Custom Annotations

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Introduction Java Programming/Annotations
Custom Annotations
Meta-Annotations
Navigate Javadoc & Annotations topic: v  d  e )


Annotations can be viewed as a source of defining meta-data for a piece of code in Java. The annotation @CodeDescription used in the following sections does not come as a part of the Java API.

Annotation Type Declaration[edit]

Before you can use an annotation with classes, theirs members and statements or expressions, you need to define an annotation type. Following is the syntax on how to define a type for the mentioned annotation.

Computer code Code listing 1.1: Annotation type declaration
@interface CodeDescription
{
    String author();
    String version();
}

That's it! Our first ever annotation has been defined. Now, we can use it with any of our classes. An annotation definition if you look closely resembles the definition of a normal interface, except that the interface keyword is preceded by the @ character. Some refer to this syntactical declaration as the annotation type declaration due to the fact that @ is 'AT' or 'Annotation Type' for that very instance.

Annotation Element Declarations[edit]

What look like methods in the body of the annotation definition are called annotation element declarations. These are the named entities that we used with the annotation body in the example in the previous section. However, for the sake of clarity, code below also represents the calling of the following annotation:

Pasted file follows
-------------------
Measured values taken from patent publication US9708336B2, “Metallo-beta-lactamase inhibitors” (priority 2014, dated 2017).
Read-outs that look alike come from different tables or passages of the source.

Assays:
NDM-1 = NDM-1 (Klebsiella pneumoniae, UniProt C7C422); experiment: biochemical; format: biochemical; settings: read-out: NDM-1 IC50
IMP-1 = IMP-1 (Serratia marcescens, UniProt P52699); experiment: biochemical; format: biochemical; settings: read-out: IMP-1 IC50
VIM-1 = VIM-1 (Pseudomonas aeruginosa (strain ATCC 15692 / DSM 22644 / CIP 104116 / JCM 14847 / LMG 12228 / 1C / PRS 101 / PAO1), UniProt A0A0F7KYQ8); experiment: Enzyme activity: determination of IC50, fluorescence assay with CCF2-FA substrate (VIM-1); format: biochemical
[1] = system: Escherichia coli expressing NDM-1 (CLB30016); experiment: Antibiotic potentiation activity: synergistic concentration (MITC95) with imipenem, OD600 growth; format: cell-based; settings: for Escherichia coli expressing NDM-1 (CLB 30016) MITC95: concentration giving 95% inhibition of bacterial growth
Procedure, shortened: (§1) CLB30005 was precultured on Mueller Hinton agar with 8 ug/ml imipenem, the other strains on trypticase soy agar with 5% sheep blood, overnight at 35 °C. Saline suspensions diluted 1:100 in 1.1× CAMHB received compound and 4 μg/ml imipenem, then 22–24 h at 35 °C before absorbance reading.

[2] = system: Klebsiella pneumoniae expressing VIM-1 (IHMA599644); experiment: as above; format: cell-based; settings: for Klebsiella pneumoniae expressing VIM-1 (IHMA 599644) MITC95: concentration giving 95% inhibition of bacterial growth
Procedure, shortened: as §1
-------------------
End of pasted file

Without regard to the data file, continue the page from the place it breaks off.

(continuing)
Computer code Code listing 1.2: Calling of annotation
public class MyMethod
{
    @CodeDescription
    (
        author = "Unknown",
        version = "1.0.0.1"
    )
    public void doSomething()
    {
        ...
    }
}

Note:
Instead of using the declaration with the class, the annotation is used with the method doSomething(). This might not demonstrate the power of annotations yet, but more will be explored in later chapters.

Using a default value[edit]

Now, for instance, you want the annotation to know that if no value for the version element is present, then it should use a default value. Declaring a default value would be done the following way.

Computer code Code listing 1.3: Using default values.
@interface CodeDescription
{
    String author();
    String version() default "1.0.0.1";
}

So, now if you use the same code again, you can ignore the version element because you know that the value is to be provided by default.

Computer code Code listing 1.4: Pre-defined value.
public class MyMethod
{
    @CodeDescription(author = "Sysop")
    public void doSomething()
    {
        ...
    }
}


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To do:
Add some exercises like the ones in Variables

Introduction Java Programming/Annotations
Custom Annotations
Meta-Annotations